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Can SA reach targets to reduce hypertension?

While HIV and TB rates in South Africa are slowly declining, cases of non-communicable diseases (NCDs) like hypertension and diabetes are climbing, particularly the former, with experts suggesting that using some of the strategies employed in combatting HIV might be effective, writes Elri Voigt for Spotlight.

For much of the past decade, UNAIDS’s 90-90-90 targets have been central to how governments have kept track of their HIV responses. The first 90 measured the success of testing programmes, the second 90 measured the success of efforts to get people on to treatment, and the third 90 provided information on how well people are doing once on treatment.

South Africa’s National Strategic Plan (NSP) for the prevention and control of NCDs (2022-2027) sets out similar targets for hypertension and diabetes. As with HIV, the three hypertension indicators will paint a picture of how the country is doing on testing, getting people on treatment, and finally, how well they are doing once on treatment.

The hypertension targets are as follows:

• 90% of people over 18 will know whether they have raised blood pressure (BP).
• 60% of people with raised BP will receive interventions.
• 50% of people receiving interventions for hypertension will have controlled BP levels.

Implementation will be key

Experts interviewed by Spotlight agree the NSP is a step in the right direction but say it’s clear more will be needed.

Professor Brian Rayner, Emeritus Professor in the Division of Nephrology and Hypertension at the University of Cape Town, says he finds the NSP lacking in practical details of how the targets will be achieved. “I’d love the government to have the plan for how it can achieve this – it needs to actually say how we are going to do this,” he says.

Professor Angela Woodiwiss of the School of Physiology at the University of the Witwatersrand, and member of the board of the Southern African Hypertension Society, has similar concerns. She says the objectives and deliverables in the NSP are sound, but short on details regarding implementation.

She suggests that addressing this could include “cost-effective practical approaches like setting up cardiovascular screening centres at all district clinics where measurements of BP are done; monthly screening drives at community centres over weekends for those who work during the week; (and) awareness campaigns at malls”. Another suggestion is for hypertension awareness and education campaigns on TV and radio.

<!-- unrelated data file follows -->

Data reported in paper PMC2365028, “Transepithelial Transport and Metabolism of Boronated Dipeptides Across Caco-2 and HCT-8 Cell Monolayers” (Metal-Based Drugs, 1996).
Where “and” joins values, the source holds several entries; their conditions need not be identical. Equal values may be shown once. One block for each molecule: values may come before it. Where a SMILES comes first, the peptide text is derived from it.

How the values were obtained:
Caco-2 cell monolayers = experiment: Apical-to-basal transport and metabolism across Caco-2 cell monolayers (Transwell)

“To reduce the burden of disease, this target needs to be raised. I would suggest 90-80-70 as the proportions,” she adds.

Professor Andre Kengne, director of NCD research at the South African Medical Research Council, who was also part of the planning committee for this version of the NSP, says the plan is only a starting point. “The plan says these (NSP targets) are the entry point, so it’s going to be a catalyst,” he says. “We just need to start somewhere and then improve on that … I think that’s exactly the approach the plan is taking: let’s start small but with the aim of actually progressing.”

Screening: 90% of people over 18 will know if they have raised BP

A major challenge with NCDs like hypertension and diabetes is there are no good epidemiological data in South Africa. Experts referred Spotlight to data from two sources.

Kengne says based on data collected by the NCD Risk Factor Collaboration, a global network of health scientists providing data on NCDs, of which he is part, about 40% of men and about 42% of women in South Africa had hypertension in 2019. Only about 38.5% of men with hypertension were diagnosed at the time and 61.5% of women.

Woodiwiss cites data collected through May Measure Month (MMM) SA, where she is a principal investigator. MMM is a global campaign run by the International Society of Hypertension to raise awareness. She cites data collected from screenings conducted from 2017 to 2022.

“The proportion of hypertensive adults aware that they have hypertension ranged from 42.5% to 56.7%,” she says.

Looking at the South African population as a whole, Woodiwiss calculates that this means only around 13.6% to 19.6% of everyone over 18 is aware of whether they have hypertension or not. “So we have a long way to go to achieve the target of 90% of all adults being aware of whether they have raised BP or not.”

Whichever of the two data sources you look at, South Africa falls well short of the 90% target.